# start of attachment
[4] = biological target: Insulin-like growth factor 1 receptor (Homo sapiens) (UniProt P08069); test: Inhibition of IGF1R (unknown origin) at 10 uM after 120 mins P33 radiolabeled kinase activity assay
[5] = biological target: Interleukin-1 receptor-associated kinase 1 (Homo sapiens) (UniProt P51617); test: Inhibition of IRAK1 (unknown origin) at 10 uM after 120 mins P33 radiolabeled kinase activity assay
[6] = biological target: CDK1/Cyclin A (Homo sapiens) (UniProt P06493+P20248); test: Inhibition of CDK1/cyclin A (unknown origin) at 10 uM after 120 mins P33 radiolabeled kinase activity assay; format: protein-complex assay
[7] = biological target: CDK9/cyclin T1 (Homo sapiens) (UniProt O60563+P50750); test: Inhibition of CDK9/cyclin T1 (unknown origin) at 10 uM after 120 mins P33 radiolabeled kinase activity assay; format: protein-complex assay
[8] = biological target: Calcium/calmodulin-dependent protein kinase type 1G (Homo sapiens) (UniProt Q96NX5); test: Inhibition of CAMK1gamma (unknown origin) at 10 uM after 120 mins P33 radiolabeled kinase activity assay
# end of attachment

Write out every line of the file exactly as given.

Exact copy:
[4] = biological target: Insulin-like growth factor 1 receptor (Homo sapiens) (UniProt P08069); test: Inhibition of IGF1R (unknown origin) at 10 uM after 120 mins P33 radiolabeled kinase activity assay
[5] = biological target: Interleukin-1 receptor-associated kinase 1 (Homo sapiens) (UniProt P51617); test: Inhibition of IRAK1 (unknown origin) at 10 uM after 120 mins P33 radiolabeled kinase activity assay
[6] = biological target: CDK1/Cyclin A (Homo sapiens) (UniProt P06493+P20248); test: Inhibition of CDK1/cyclin A (unknown origin) at 10 uM after 120 mins P33 radiolabeled kinase activity assay; format: protein-complex assay
[7] = biological target: CDK9/cyclin T1 (Homo sapiens) (UniProt O60563+P50750); test: Inhibition of CDK9/cyclin T1 (unknown origin) at 10 uM after 120 mins P33 radiolabeled kinase activity assay; format: protein-complex assay
[8] = biological target: Calcium/calmodulin-dependent protein kinase type 1G (Homo sapiens) (UniProt Q96NX5); test: Inhibition of CAMK1gamma (unknown origin) at 10 uM after 120 mins P33 radiolabeled kinase activity assay